Six former LA safety officers collected pension payouts of over $1,000,000 apiece last year

Newly released public pension data from TransparentCalifornia.com shows a $1,462,770 pension payout going to former Los Angeles deputy police chief Earl Paysinger last year — with $1,338,232 coming from a one-time DROP payout and the remaining $124,538 representing Paysinger’s ongoing, annual pension amount.

The deferred retirement option plan (DROP) allows an employee to draw a salary and pension simultaneously for up to 5 years, with each year’s pension being deposited into an interest-bearing account. Upon actual retirement, the accumulated balance can be withdrawn either as a lump-sum payment or rolled over into an annuity.

The DROP program helped six members of the Los Angeles Fire and Police Pensions (LAFPP) system collect payouts of over $1,000,000 last year. After Paysinger, the next five highest payouts went to:

  1. Former assistant fire chief Emile Mack: $1,457,638.
  2. Former deputy fire chief Mario Rueda: $1,226,360.
  3. Former assistant fire chief Mark Stormes: $1,083,887.
  4. Former police commander Michael Williams: $1,079,058.
  5. Former deputy police chief Kirk Albanese: $1,006,872.

Los Angeles County

Despite lacking the DROP program, pension payouts at the Los Angeles County Employees’ Retirement Assocation (LACERA) were still quite large, with former Harbor-UCLA Medical Center chief physician Charles Mehringer’s $403,375 annual pension topping the list.

The next 3 highest LACERA pension payouts went to:

  1. Retired sheriff Leroy Baca: $334,978.
  2. Retired UCLA medical center chief physician Robert Morin: $326,278.
  3. Retired sheriff Larry Waldie: $325,554.

The third pension system serving Los Angeles is the Los Angeles City Employees’ Retirement System (LACERS), which serves non-safety Los Angeles city employees. Transparent California research director Robert Fellner noted that despite paying out comparatively smaller benefits than either LACERA or LAFPP, LACERS was in significantly worse financial shape than its peers.

“With an unfunded liability of more than 250 percent of covered payroll, LACERS will likely have to raise costs again, further burdening a city that already spends 20 percent of operating revenue on pensions.”

In dollar terms, the unfunded liability for LAFPP, LACERA and LACERS was $1.15 million, $9.5 million and $5 million, respectively.

The top three Los Angeles City Employees’ Retirement System (LACERS) payouts went to:

  1. Retired personnel department general manager Margaret Whelan: $237,451.
  2. Retired harbor department general manager Bruce Seaton: $236,530.
  3. Retired harbor department port pilot Michael Owens: $234,159.

To view the entire dataset in a searchable and downloadable format, visit TransparentCalifornia.com.

To schedule an interview with Transparent California, please contact Robert Fellner at 559-462-0122 or Robert@TransparentCalifornia.com.

Transparent California is California’s largest and most comprehensive database of public sector compensation and is a project of the Nevada Policy Research Institute, a nonpartisan, free-market think tank. Learn more at TransparentCalifornia.com.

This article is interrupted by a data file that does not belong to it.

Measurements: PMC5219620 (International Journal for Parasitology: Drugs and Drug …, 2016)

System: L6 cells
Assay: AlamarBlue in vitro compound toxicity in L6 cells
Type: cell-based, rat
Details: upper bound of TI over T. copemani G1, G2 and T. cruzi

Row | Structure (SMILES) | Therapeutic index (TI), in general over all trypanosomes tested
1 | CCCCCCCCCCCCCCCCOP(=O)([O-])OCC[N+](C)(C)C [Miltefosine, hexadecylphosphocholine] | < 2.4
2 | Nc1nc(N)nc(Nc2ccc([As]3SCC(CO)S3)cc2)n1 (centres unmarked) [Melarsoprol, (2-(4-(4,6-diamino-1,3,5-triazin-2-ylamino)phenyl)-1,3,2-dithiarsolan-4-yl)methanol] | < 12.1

Top LA County Pension Passes $400,000 Mark

The top pension payout at the Los Angeles County Employees’ Retirement Association (LACERA) has eclipsed $400,000 for the first time ever, according to just released public pension data.

Today, Transparent California released 2016 pension payout data for the city and county of Los Angeles, as well as the San Diego City Employees’ Retirement System (SDCERS).

Former Harbor-UCLA Medical Center chief physician Charles Mehringer’s $403,375 pension was the first time the $400,000 threshold was broken at LACERA. The next 3 highest LACERA pension payouts went to:

  • Retired sheriff Leroy Baca: $334,978.
  • Retired UCLA medical center chief physician Robert Morin: $326,278.
  • Retired sheriff Larry Waldie: $325,554.

The top three Los Angeles City Employees’ Retirement System (LACERS) payouts went to:

  1. Retired personnel department general manager Margaret Whelan: $237,451.
  2. Retired harbor department general manager Bruce Seaton: $236,530.
  3. Retired harbor department port pilot Michael Owens: $234,159.

San Diego

Former fire battalion chief Benjamin Castro’s $885,848 payout topped the SDCERS list — $816,760 of which came from the controversial deferred retirement option plan (DROP). DROP allows an employee to draw a salary and pension simultaneously for up to 5 years, with each year’s pension being deposited into an interest-bearing account. Upon actual retirement, the accumulated balance can be withdrawn either as a lump-sum payment or rolled over into an annuity.

The next three highest SDCERS payouts went to:

  • Retired assistant police chief Mark Jones: $797,408.
  • Retired police captain Dawn Summers: $747,843.
  • Retired fire battalion chief Daniel Saner: $727,696.

To view the entire dataset in a searchable and downloadable format, visit TransparentCalifornia.com.

Transparent California is California’s largest and most comprehensive database of public sector compensation and is a project of the Nevada Policy Research Institute, a nonpartisan, free-market think tank. Learn more at TransparentCalifornia.com.